Collateralized Debt Obligation managers are complaining about the fee-based roles the Street's underwriters play in bringing CDOs to market. More than just traditional Street versus customer wrangling, their complaints center around the fact that the fees charged for selling the paper--2% is standard--equals several years worth of management fees for the CDO manager.
One veteran CDO manager offers the example of a $300 million high-yield CDO. He argues that most frequently, "The people that make the money in those deals are the [investment] bankers," complaining that bankers pocket a 2% up-front fee for managing the deal, which comes to $6 million without taking down any risk." Assuming a 50 basis point management fee, which brings in $1.5 million annually, he concludes, "It takes a manager four years of work to do what the bank can do in day one."
In respect to crafting a solution between underwriter fees and what CDO managers are willing to pay, one CDO manager says that so far, no CDO managers that he has heard of have successfully negotiated down the now standard fee structure. He ventures that "people who may get a break are the repeat issuers, the TCWs of the market. Those well-known guys can go anywhere they want."
Another experienced CDO manager adds that the biggest challenge for managers remains finding the capital. "First you have to come up with 25% to 50% of the equity tranche with your own bucks," says the manager. "Then you have to put down capital to cover warehousing risk, in case of a default," he adds. "Without at least $10 million to put down up front in the deal, you're not in business." Warehousing risk refers to the period of time during which the deal is pricing (which means the asset management firm has bought most of the collateral), but has not yet closed (wherein no bonds have been issued yet to fund the purchases.)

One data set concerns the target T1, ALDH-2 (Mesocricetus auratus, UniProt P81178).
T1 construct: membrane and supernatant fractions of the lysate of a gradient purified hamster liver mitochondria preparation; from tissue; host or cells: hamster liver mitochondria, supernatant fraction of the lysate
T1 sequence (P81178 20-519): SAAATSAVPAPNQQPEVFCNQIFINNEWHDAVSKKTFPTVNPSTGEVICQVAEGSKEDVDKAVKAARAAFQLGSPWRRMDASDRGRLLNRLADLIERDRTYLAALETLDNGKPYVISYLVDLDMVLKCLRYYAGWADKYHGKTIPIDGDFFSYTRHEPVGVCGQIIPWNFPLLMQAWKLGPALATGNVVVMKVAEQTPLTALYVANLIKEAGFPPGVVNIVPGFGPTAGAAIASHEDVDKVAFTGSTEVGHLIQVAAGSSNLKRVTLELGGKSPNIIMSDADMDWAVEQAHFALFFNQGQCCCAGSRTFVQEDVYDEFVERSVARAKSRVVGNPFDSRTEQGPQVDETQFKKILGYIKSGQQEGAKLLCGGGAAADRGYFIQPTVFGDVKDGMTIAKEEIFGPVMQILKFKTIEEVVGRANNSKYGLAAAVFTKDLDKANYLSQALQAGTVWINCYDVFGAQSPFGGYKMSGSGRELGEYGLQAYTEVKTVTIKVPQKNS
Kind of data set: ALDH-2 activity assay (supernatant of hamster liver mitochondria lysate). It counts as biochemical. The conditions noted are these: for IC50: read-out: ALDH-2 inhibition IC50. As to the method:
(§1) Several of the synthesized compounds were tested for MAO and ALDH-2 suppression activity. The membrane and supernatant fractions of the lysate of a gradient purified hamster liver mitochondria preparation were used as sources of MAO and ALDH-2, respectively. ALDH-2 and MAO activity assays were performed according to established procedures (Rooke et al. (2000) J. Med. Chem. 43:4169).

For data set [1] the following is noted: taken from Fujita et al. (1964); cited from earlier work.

From both the rating agencies and sell-side perspectives, managers would not get into those deals if they did not expect to be in the money and fast. One CDO trader with Credit Suisse First Boston says that on a $500 million deal, the manager makes $2.5 million a year. "You certainly have enough money to hire as many people as you need to make the deal work," he says. Brian Gordon, CDO analyst with Fitch, draws the line between cost and investment. He says that putting the money down for investment is not what makes a CDO expensive. Rather, the true cost comes from getting the staff and technology to track the transaction, but, "Most people in these deals are already in the high-yield business and they are leveraging their expertise because they already have the system in place," he says.
Brian McManus, head of CDO research with Merrill Lynch, says, "Collateral managers get nice management fees," which he explains are typically 50 basis points or more on an investment-grade CDO and 30 on a high-yield structure. "It can be a very profitable business," he says, especially for repeat managers who get to sell their notes at tighter level, which increases their excess spread. Excess spread is the measurement of the difference between the cost of issuing the notes and the revenues from the receivables in the collateral.
To refute the claims of impoverishment, one CDO analyst offers the example of a $300 million high-yield deal, which generates 300 basis points in excess spread. He hypothesizes that a manager who invests 50% in the required equity will need to put down $15 million. In return, the manager receives $4.5 million a year from the excess spread. "Do the math," says the analyst: "In a little over three years, the manager is in the money."